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(Marconi Company photo / 1896)

MARCONI Wireless On Cape Cod

120th Anniversary of "WCC"

South Wellfleet   1903-2023

Radio pioneer Guglielmo Marconi was an electrical engineer and inventor born in Bologna, Italy on April 25, 1874.  At the age of 16, he successfully transmitted wireless telegraph signals between tin plates mounted on posts in his mother's garden.  Marconi gradually increased the distance between radio transmitter and receiver.  At the age of 23, he couldn't convince the Italian government of the worth of radio.  He and his mother traveled to England and demonstrated his invention by sending a signal across the English Channel on March 27, 1899.

Marconi's dream was to send a signal across the Atlantic Ocean.

In 1900, Marconi set up a high-powered transmitting station at Poldhu, on the English coast at Cornwall.  In 1901, Marconi built a wireless station at Signal Hill, Newfoundland and on Cape Cod, Massachusetts.

Marconi selected Cape Cod since it had been described by Thoreau as a place "where a man may stand and put all of America behind him."  After passing up a location in Barnstable and being denied permission to build his wireless station near the Highland Light, Marconi settled for an eight-acre site on a high bluff in South Wellfleet.  Marconi set up headquarters at the Holbrook House in Wellfleet.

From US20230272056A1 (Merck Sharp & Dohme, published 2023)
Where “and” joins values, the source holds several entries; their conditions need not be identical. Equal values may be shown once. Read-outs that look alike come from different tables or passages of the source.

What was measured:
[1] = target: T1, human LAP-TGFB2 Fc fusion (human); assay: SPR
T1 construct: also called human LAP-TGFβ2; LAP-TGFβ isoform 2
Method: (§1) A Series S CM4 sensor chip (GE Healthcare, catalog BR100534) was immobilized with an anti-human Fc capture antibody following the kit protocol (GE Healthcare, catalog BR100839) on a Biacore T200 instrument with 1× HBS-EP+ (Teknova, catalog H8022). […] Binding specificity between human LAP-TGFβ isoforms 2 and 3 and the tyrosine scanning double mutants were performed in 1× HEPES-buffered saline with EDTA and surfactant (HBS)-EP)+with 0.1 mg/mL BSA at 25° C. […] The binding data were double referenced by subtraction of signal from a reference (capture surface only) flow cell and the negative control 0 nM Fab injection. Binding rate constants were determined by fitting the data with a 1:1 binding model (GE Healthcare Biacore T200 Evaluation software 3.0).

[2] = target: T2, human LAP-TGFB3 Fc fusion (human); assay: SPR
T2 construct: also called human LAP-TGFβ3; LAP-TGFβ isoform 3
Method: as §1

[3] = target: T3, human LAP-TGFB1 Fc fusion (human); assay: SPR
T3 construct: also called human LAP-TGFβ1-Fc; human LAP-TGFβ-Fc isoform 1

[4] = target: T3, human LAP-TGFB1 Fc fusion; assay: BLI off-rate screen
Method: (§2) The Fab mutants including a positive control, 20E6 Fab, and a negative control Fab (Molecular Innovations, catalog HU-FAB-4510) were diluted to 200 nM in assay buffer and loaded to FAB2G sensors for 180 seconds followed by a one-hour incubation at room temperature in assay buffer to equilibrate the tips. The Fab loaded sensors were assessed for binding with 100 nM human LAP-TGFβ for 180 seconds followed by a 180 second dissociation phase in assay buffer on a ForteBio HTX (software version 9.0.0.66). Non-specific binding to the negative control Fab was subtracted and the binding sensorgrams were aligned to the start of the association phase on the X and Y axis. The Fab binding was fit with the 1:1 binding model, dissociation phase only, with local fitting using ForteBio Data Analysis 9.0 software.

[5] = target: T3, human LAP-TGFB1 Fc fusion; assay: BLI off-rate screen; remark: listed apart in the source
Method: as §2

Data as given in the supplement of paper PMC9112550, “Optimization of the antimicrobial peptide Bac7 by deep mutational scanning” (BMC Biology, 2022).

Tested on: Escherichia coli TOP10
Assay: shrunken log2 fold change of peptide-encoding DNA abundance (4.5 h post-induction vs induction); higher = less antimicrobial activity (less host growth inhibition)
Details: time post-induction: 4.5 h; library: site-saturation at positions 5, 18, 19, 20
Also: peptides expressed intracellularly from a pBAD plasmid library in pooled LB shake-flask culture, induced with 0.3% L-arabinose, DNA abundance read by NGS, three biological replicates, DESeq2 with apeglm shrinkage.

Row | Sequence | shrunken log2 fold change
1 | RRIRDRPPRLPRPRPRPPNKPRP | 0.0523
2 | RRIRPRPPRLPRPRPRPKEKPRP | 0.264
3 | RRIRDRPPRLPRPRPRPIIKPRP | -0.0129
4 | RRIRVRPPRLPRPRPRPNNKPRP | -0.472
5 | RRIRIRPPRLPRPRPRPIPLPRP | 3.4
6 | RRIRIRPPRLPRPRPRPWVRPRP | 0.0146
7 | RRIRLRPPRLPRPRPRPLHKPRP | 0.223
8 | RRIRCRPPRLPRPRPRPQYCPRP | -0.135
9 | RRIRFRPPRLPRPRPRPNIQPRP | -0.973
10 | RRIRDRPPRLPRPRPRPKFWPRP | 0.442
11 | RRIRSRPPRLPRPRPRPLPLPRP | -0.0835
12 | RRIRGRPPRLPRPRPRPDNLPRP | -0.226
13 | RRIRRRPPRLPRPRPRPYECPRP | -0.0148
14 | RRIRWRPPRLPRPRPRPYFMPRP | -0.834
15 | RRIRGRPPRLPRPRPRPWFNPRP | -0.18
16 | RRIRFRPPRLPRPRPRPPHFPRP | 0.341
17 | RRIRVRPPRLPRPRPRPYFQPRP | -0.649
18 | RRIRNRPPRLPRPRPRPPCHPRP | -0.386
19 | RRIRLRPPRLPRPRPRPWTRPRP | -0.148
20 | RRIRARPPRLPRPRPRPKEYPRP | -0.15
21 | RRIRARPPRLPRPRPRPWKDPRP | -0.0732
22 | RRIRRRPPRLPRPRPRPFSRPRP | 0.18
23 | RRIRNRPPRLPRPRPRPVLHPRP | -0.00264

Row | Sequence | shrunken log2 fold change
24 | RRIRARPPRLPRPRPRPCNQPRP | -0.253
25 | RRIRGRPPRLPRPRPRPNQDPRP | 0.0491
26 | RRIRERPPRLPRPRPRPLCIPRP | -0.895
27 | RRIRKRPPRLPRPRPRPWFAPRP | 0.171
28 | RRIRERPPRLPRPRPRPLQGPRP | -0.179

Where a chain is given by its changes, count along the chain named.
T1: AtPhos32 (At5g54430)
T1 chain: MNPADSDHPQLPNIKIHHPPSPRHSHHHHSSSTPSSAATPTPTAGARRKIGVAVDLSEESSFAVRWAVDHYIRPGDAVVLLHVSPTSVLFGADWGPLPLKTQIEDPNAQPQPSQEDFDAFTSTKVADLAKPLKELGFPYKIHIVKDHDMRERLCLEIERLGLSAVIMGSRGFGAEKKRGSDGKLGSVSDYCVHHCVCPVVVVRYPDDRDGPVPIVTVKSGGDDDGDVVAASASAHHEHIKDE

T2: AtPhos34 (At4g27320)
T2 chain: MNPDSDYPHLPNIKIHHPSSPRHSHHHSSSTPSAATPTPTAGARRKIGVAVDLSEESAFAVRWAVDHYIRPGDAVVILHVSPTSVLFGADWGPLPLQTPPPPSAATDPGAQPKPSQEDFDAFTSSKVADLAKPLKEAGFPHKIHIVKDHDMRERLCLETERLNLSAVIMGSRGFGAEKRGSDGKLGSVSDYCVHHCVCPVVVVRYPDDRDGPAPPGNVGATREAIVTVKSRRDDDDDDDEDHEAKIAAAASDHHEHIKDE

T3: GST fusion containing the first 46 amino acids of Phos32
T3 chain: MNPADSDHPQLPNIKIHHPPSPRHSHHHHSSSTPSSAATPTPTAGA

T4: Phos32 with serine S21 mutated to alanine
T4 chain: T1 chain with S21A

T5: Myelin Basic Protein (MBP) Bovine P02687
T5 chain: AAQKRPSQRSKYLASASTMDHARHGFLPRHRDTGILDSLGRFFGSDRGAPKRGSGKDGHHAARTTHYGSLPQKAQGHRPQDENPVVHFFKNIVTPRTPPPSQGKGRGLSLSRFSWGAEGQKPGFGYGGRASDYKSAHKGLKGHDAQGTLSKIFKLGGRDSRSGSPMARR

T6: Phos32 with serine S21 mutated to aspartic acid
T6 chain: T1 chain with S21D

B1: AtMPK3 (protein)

The South Wellfleet station was similar to the Poldhu one with a circular series of twenty 200-foot ship's masts set back 165 feet from the edge of the bluff.

Storms blew down the aerials at Poldhu on September 17, 1901 and a Nor'easter toppled the aerials on Cape Cod on November 25th.  Nevertheless, Marconi received the first transatlantic signal - the three-dot Morse code letter "S" tapped out from Poldhu on December 12th at the Newfoundland station.  The aerial at Poldhu was held aloft by a canvas kite.

Fearing competition from Marconi's wireless, the Anglo American Cable Company ordered Marconi to shut down operations in Newfoundland.  On December 22, 1901, the Canadian government offered him a location for a station at Glace Bay, Nova Scotia.  A year later, on December 17, 1902, the Glace Bay station was sending and receiving transatlantic messages.